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JinJo

modulo of large numbers (e.g. 13^183 mod 11)

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This isn't a homwork question btw, just going through an old maths course to catch up a bit. Anyway, I know the anser is 8 and done it using simple mod arithmetic. Here's my working: 13^183 mod 11 = 13^(2^7) mod 11 * 13^55 mod 11 = 3 * 10 mod 11 = 8 however even though it was broken down a bit those are still huge numbers and i done them in a calculator. I thought of using Fermat's little theorem but the 183 isn't a prime number and from what i understand it needs to be to use that rule? Any pointers?

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I know less than you do, but isn't Fermat's little theorem (what a strange name!) used to determine that 1355 mod 11 = 10?
    1355 mod 11
( 1311 mod 11 )5 mod 11 <-- ap mod p = a mod p
( 13 mod 11 )5 mod 11
25 mod 11
10
13128 mod 11 is found using quadratic reciprocity, since 13128 = (1364)2, and (1364)2 is congruent to 3 modulo 11, because (1364)2 is not congruent to 11 modulo 3, because x2 is not congruent to 2 modulo 3, because 3 is congruent to 3 modulo 8.

I think I've learned enough for today.

[Edited by - JohnBolton on June 5, 2006 6:35:42 PM]

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lets take a smaller example, it follows that your larger numbers work in the same exact way.

5^3 mod 4 = 125 mod 4 = 1
but we can also say 5^3 = 5*5*5, and mod is distributive in a way
so
((((5 mod 4) * 5) mod 4)*5) mod 4) =>
(1 * 5 mod 4) * 5 mod 4 =>
(1) * 5 mod 4 =>
1

You can shorten the process with a square and multiply algorithm to remove some of the multiplications.

int sqpow ( int base, int exp, int n )
{
vector<bool> bits;
for ( int cnt1 = 0; cnt1 < sizeof(int)*8; cnt1++ )
{
bool bit = exp & 1;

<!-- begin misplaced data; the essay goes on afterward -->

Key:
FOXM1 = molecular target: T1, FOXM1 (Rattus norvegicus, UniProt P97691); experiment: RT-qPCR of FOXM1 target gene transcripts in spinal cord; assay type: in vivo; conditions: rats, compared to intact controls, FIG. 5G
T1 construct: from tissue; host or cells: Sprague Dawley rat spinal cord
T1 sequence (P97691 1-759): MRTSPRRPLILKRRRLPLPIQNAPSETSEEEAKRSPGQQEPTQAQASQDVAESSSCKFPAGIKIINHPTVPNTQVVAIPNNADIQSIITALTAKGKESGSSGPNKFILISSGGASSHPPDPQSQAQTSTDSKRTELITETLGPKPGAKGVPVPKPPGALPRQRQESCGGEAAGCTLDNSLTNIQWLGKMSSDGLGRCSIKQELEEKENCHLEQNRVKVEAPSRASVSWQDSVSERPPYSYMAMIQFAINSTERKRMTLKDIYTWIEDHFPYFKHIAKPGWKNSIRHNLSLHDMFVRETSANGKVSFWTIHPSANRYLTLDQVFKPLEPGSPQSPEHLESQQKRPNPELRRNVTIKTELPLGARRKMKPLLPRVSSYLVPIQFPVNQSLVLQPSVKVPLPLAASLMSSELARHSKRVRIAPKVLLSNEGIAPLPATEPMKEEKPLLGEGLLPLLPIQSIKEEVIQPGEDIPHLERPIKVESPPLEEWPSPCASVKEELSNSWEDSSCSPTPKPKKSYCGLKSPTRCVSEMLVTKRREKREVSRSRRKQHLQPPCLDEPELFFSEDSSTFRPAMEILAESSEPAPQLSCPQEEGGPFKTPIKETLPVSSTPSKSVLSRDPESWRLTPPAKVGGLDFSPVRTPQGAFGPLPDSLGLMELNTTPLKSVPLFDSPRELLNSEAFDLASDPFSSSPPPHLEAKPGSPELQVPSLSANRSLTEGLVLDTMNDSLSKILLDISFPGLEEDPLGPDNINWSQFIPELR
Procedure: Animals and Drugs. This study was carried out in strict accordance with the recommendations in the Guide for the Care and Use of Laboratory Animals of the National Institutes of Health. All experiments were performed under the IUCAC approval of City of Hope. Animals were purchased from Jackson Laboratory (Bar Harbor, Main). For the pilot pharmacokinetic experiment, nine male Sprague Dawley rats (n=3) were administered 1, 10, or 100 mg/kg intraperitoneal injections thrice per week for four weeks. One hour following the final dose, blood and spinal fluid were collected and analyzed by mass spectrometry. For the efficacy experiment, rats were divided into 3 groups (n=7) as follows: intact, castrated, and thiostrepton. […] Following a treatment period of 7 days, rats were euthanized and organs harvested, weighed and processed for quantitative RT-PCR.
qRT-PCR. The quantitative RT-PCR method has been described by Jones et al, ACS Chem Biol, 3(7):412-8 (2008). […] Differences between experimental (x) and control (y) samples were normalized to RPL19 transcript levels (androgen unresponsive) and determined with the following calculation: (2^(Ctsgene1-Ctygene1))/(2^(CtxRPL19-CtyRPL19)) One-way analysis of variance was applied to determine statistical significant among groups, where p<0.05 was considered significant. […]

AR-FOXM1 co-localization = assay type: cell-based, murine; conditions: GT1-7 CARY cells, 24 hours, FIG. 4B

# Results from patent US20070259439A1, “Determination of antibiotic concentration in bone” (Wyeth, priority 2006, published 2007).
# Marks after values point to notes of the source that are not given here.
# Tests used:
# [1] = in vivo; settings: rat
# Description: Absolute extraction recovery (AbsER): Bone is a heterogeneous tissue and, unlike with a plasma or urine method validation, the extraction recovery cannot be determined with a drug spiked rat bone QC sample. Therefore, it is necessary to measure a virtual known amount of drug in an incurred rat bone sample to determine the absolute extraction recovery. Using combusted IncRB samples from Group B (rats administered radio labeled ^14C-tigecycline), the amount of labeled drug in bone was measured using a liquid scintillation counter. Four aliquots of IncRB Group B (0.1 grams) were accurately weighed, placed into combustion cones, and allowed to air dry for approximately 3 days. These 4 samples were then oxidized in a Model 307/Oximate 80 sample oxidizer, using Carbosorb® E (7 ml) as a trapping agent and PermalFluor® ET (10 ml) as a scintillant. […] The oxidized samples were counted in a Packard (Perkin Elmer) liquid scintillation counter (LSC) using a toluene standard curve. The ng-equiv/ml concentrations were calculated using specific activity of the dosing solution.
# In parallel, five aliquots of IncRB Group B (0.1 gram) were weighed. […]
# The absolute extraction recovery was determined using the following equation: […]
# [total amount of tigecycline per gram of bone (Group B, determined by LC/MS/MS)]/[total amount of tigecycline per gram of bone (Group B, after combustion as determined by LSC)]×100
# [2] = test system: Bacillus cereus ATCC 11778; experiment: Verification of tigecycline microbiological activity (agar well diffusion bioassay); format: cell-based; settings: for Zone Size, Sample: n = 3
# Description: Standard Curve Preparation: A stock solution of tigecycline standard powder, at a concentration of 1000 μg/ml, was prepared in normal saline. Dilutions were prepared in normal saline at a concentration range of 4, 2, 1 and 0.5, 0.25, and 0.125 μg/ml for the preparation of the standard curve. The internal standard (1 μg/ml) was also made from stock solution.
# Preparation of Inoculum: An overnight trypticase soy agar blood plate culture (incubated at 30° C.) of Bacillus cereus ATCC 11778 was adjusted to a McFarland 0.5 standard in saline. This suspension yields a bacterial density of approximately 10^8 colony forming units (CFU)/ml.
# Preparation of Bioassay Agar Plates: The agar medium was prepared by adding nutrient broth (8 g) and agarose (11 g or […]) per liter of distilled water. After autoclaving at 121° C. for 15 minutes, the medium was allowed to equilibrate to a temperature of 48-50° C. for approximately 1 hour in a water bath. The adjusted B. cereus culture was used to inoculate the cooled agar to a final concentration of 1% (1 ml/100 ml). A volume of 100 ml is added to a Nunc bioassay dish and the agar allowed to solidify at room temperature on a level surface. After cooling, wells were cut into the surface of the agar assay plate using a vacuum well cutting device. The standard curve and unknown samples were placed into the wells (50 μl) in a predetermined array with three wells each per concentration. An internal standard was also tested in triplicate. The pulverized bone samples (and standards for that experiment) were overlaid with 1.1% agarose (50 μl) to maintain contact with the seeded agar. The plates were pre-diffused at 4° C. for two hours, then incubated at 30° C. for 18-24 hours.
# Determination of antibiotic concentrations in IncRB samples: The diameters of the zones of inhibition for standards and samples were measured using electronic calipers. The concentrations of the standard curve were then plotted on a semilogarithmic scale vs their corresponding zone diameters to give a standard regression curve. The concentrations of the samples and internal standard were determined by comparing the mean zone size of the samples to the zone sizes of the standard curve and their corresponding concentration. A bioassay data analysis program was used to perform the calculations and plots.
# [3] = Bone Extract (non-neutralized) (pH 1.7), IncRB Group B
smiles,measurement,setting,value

exp = exp >> 1;
bits.push_back(bit);
}

int rVal = 1;
while ( bits.back() == 0 ) bits.pop_back();
int sz = bits.size();

for ( int cnt1 = 0; cnt1 < sz; cnt1++ )
{
bool bit = bits.back();
bits.pop_back();
if ( bit )
{
rVal *= base;
}
else
{
rVal *= 1;
}
rVal %= n;
if ( cnt1 != sz -1 )
{
rVal *= rVal;
}
rVal %= n;
}


return rVal;
}



[Edited by - KulSeran on June 5, 2006 7:43:11 PM]

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so what about doing 13^(2^7) using KulSeran method then? as its a power to a power?

sorry if this is all daft, it's late as anythin lol and ive been drinkin.

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You can't use fermat's little theorem directly, but you can use a result of it, namely that, if gcd(a, c) = 1, then a^b = a^(b mod phi(c)) (mod c). When working with modular equations, you can always replace the base, and any other numbers not rooted within (like exponents, logs, etc) with any number that is congruent mod c. phi() is the Euler function. For instance

13^183 (mod 11)
= 2^183
phi(11) = 10
183 = 3 (mod 10)
2^183 = 2^3 (mod 11)
= 8

In the second example,
5*5*5 (mod 4)
5 = 1 (mod 4)
You can replace all the 5s with 1 since they are congruent with the modulus.
5*5*5 = 1*1*1 = 1 (mod 4)

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